The Base Transceiver Station contains the equipment for transmitting and receiving radio signals (transceivers), antennas, and equipment for encrypting and decrypting communications with the base station controller (BSC).


A company that provides GSM telecommunications services.


In personal communications systems (cellular mobile phone systems) a cell is the geographic area served by a single base station. Cells are arranged so that base-station frequencies can be reused between cells. The area surrounding a cell site. The area in which calls are handled by a particular cell site.


A GSM Cell ID (CID) is a generally unique number used to identify each Base transceiver station (BTS) or sector of a BTS within a Location area code (LAC) if not within a GSM network. In some cases the last digit of CID represents cells' Sector ID. This network parameter is used in so called BCCH manipulation by GSM Interceptors. By changing Cell ID (all other network parameters remains the same - MCC, MNC, LAC) and ARFCN, the system is forcing the cell phones within the area to send registration requests, collecting this way phones identifiers: IMSI, IMEI, classmark, etc.


The transmission and reception equipment, including the base station antenna, that connects a cellular phone to the network.


A Closed User Group (CUG) wireless network is a telecommunications service that allows a specific group of users to communicate exclusively with each other within a designated geographical area. This type of network is often used by organizations, such as businesses, government agencies, or emergency services, to ensure secure and reliable communication among their members. CUG networks can be established using a variety of wireless technologies, such as cellular, satellite, or radio, and are typically secured through encryption and access controls to prevent unauthorized access.


Channel coding is a technique used in communication systems to add redundancy to the transmitted signal, which enables the receiver to detect and correct errors that occur during transmission. The redundancy is added in the form of extra bits, which are generated based on the information being transmitted. The process of adding these extra bits is called encoding, and the resulting encoded signal is transmitted over the communication channel. At the receiver, the encoded signal is decoded, and the original information is recovered using error detection and correction techniques. The goal of channel coding is to improve the reliability and efficiency of communication systems by reducing the error rate and maximizing the use of available bandwidth.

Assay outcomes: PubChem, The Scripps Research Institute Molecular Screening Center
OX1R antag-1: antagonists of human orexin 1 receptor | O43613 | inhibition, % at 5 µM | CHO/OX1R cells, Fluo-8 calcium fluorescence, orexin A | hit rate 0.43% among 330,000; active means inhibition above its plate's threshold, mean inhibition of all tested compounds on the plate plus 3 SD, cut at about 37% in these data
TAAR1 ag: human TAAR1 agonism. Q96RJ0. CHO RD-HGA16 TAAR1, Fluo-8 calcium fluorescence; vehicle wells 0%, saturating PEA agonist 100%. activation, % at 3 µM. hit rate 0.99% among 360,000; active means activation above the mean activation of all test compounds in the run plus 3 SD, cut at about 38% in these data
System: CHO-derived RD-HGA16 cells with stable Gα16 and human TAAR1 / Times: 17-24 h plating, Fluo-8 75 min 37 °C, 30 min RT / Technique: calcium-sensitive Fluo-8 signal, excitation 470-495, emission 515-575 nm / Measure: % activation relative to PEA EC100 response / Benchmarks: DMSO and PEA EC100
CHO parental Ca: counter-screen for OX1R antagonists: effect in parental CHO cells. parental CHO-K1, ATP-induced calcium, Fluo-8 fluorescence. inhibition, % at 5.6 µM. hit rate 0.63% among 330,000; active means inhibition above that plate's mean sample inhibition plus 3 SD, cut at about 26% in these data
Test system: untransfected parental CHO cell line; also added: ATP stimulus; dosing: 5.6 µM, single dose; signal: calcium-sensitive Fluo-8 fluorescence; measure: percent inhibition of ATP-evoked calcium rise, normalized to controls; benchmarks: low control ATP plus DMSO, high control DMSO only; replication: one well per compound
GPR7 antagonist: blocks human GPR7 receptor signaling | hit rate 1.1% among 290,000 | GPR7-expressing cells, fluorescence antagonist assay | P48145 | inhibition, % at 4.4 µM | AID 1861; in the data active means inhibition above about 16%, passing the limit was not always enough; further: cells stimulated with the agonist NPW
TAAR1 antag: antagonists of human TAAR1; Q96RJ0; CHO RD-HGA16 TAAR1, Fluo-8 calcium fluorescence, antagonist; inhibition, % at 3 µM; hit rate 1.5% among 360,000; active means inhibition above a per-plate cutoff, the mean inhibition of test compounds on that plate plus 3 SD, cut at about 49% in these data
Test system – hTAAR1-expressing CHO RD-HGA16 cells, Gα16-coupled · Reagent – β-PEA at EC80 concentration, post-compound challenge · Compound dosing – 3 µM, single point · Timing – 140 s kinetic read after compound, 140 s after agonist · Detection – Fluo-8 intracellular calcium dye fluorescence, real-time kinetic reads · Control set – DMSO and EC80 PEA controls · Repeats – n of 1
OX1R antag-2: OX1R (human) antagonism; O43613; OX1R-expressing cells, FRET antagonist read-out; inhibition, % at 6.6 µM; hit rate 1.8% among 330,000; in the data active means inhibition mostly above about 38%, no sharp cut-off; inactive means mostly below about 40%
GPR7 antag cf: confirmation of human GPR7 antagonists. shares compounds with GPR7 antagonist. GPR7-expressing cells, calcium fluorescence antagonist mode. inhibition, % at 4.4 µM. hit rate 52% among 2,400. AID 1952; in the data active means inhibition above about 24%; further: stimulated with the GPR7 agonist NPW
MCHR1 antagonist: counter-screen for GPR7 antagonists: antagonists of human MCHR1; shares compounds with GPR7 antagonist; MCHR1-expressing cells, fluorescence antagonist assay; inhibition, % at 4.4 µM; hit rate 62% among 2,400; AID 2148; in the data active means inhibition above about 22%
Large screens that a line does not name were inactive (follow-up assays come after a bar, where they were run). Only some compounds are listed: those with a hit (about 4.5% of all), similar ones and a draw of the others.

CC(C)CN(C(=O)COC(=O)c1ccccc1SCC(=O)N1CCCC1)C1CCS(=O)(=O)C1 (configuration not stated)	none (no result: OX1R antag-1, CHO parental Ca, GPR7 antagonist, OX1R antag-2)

Core Network (UMTS). The Core Network is divided in circuit switched and packet switched domains. Some of the circuit switched elements are Mobile services Switching Centre (MSC), Visitor location register (VLR) and Gateway MSC. Packet switched elements are Serving GPRS Support Node (SGSN) and Gateway GPRS Support Node (GGSN). Some network elements, like EIR, HLR, VLR and AUC are shared by both domains. The Asynchronous Transfer Mode (ATM) is defined for UMTS core transmission. ATM Adaptation Layer type 2 (AAL2) handles circuit switched connection and packet connection protocol AAL5 is designed for data delivery. The architecture of the Core Network may change when new services and features are introduced. Number Portability DataBase (NPDB) will be used to enable user to change the network while keeping their old phone number. Gateway Location Register (GLR) may be used to optimize the subscriber handling between network boundaries. MSC, VLR and SGSN can merge to become a UMTS MSC